• Surviving Life's Derails

    Surviving Life's Derails

    Many women are lucky enough to find a profession they are passionate about, and they decide to return to that work immediately after having a child. Continuing to work through morning sickness, fatigue, and time off for doctor’s appointments is just a tutorial for learning the act of balancing work and motherhood before baby’s arrival really takes over. Some women find themselves dealing with issues they never considered experiencing while pregnant or as new mothers. These are issues that can knock a woman right off that balance.

    Enter Mary Kreis. I have known Mary for more than ten years and consider her one of my closest friends. She’s also a living Wonder Woman. I met Mary in 2002 while I was sidelined from sports due to pregnancy, and was serving as one of the women’s coaches on the US Military Pentathlon team. Mary and her boyfriend were competitors. They trained hard that summer in San Antonio, Texas and we all travelled to the South of France to compete in the World Military Pentathlon championships. A year and a half later, in 2004, Mary and her boyfriend got engaged at the finish line of the Boston Marathon. Life was one exciting adventure after another, and they immediately started planning their honeymoon, a ride across America on their new their tandem touring bike.

    As Mary started her ride in California, she noticed a mole on her hip had changed color and size. So excited about the ride, she mentally catalogued it and then continued on with the bike trip. A month later, and about three quarters across the US, Mary had to stop to buy a new sports bra as the one she was wearing was getting too tight. She and I laughed about it later as she thought all the calories consumed each day during the bike ride were actually causing her to gain weight. A few days after that, feeling completely exhausted, she stopped again and purchased a pregnancy test. It was positive.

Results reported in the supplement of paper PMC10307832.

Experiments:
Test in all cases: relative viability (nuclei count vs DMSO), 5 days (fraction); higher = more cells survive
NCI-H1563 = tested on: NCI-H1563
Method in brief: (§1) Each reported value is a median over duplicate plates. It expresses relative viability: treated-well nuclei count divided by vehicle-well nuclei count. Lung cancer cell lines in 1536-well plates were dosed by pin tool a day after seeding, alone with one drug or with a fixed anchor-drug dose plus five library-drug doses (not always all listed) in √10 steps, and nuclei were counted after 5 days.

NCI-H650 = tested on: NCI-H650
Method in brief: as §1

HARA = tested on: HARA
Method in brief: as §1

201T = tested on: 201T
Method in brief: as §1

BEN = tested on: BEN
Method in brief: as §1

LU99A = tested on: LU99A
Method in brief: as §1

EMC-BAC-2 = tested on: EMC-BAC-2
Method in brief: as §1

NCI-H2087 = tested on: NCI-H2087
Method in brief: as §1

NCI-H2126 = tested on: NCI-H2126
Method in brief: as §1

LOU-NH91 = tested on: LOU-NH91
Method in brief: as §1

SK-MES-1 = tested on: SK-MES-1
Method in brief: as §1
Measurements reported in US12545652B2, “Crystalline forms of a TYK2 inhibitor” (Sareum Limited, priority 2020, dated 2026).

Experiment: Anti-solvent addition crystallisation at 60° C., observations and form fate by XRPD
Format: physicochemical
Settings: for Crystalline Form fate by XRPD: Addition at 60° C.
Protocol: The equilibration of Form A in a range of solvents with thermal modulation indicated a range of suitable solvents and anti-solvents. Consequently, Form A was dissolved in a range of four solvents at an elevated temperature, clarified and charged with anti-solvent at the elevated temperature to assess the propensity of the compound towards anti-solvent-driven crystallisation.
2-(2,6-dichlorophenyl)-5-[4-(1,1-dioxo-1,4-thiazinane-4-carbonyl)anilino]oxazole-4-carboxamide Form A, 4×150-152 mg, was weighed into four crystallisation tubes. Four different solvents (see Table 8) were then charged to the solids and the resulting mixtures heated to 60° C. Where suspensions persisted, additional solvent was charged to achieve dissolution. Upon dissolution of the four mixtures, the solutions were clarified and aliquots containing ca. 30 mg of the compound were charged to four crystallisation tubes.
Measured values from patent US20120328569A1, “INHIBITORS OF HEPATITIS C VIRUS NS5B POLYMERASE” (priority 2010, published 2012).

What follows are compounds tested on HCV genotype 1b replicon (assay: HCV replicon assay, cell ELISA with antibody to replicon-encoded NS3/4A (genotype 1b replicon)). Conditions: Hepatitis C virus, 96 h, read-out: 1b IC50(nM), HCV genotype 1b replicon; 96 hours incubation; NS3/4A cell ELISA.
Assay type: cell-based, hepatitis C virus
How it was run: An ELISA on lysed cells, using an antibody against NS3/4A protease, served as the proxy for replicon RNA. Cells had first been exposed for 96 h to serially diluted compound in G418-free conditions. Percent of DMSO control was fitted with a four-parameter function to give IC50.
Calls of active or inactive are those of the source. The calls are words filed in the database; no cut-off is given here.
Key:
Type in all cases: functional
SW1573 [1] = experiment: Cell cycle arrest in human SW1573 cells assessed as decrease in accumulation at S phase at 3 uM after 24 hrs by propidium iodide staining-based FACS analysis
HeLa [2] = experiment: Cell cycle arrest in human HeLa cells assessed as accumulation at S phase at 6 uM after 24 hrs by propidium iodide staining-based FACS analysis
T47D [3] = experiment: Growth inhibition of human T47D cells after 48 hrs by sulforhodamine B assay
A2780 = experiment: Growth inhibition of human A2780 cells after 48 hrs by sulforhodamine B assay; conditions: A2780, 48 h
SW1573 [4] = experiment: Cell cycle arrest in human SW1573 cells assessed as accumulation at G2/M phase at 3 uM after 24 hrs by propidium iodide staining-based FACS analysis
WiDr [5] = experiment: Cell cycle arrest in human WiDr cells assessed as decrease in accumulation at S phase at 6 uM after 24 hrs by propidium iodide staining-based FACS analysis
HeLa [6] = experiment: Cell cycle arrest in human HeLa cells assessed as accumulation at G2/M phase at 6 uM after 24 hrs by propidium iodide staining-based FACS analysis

With a baby on the way, Mary started to worry about the unusual looking mole on her hip. She and her husband cut their ride short by a few hundred miles, finishing at their home in Pennsylvania. At the appointment to evaluate the mole, she received another “positive,” this time for melanoma. Unfortunately, the news was worse as doctors discovered the cancer had spread to the lymph node in her groin. At 28 weeks pregnant, Mary had eight nodes removed in her groin, without general anesthesia, and had to delay critical tests like CT scans until the baby was born.

    Throughout pregnancy and the operation, Mary continued to serve as a teaching professor at the University of Pennsylvania, California campus. When her daughter, Viva Sky, was born, she returned immediately to teaching, juggling cancer appointments, breast feeding and teaching. She was incredibly inspired by Lance Armstrong’s new Live Strong Ride Across America campaign, and travelled to see riders complete a stage near her home in Pennsylvania. Mary knew at that instant she would join the Live Strong movement. The following year, in 2005, Mary was selected to ride her bike across the country as part of the Live Strong team. Her family followed along in support, and watched her finally reach her goal of riding the full distance from the West to the East coast.

    Energized from the ride, Mary and her husband jumped back into working out at a very high level. They were both managing parenthood, work, National Guard duties, and Mary’s emerging support to the cancer effort. Life seemed nonstop, but things went well for a few years. Little did Mary know, she was about to experience another of life’s derails. In 2009, with a seemingly perfect marriage, her husband left her.

    I caught up with Mary as she was driving her daughter across Pennsylvania for another weekend of multi-tasking. She was going to drop her daughter off for a weekend visit with Viva’s father; attend a union meeting in Philadelphia as the Health and Welfare Liaison from her college; and possibly jump into the Philadelphia marathon on Sunday for a “training run.” Exhausted just hearing this schedule, I asked Mary about the challenges of being a single working mother, athlete and cancer advocate.